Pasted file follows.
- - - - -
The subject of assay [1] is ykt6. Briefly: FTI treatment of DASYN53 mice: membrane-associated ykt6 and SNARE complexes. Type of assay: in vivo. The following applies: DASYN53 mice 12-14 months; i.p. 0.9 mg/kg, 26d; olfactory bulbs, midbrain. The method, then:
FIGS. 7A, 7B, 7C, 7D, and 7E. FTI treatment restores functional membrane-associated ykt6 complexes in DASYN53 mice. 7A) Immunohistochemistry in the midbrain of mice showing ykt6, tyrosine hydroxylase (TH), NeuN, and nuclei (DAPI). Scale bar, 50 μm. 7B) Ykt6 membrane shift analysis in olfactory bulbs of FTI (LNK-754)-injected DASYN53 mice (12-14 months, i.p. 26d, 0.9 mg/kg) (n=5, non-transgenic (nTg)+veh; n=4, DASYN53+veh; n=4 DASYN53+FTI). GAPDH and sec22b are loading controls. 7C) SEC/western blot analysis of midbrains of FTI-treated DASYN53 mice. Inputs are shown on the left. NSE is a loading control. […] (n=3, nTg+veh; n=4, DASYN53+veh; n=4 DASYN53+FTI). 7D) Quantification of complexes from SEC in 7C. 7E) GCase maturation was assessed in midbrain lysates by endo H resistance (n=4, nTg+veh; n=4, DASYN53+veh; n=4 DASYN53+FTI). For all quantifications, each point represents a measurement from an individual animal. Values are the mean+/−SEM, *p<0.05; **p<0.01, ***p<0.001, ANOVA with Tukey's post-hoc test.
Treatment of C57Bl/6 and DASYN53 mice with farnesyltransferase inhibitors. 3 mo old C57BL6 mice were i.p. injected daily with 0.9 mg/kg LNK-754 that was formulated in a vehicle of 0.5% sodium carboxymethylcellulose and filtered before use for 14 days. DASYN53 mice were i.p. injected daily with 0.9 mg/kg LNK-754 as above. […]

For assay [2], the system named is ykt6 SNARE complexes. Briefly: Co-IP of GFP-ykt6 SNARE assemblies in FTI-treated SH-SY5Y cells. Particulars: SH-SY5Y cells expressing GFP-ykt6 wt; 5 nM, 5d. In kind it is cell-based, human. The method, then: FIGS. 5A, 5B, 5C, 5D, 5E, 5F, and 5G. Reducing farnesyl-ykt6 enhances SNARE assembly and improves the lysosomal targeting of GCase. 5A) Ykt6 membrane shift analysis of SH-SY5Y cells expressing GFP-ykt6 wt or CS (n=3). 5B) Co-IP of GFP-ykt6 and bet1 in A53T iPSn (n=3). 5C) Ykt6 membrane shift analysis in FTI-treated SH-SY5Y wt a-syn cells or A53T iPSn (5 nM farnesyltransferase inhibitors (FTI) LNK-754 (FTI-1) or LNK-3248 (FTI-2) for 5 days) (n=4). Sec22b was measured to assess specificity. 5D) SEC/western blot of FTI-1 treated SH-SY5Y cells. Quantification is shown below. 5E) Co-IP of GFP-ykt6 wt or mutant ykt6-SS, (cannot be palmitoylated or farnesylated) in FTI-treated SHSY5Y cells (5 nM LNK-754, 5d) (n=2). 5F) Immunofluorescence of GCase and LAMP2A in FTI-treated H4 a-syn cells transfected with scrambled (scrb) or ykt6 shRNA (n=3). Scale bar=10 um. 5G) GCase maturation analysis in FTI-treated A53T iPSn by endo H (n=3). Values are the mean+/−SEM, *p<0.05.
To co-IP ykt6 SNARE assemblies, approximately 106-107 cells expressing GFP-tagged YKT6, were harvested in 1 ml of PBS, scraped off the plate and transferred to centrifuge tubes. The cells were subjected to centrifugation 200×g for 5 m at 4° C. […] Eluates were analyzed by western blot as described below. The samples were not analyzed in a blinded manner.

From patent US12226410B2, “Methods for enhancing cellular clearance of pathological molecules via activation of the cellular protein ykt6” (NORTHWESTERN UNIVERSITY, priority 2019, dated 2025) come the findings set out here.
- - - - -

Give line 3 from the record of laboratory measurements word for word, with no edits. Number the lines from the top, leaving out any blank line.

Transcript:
Treatment of C57Bl/6 and DASYN53 mice with farnesyltransferase inhibitors. 3 mo old C57BL6 mice were i.p. injected daily with 0.9 mg/kg LNK-754 that was formulated in a vehicle of 0.5% sodium carboxymethylcellulose and filtered before use for 14 days. DASYN53 mice were i.p. injected daily with 0.9 mg/kg LNK-754 as above. […]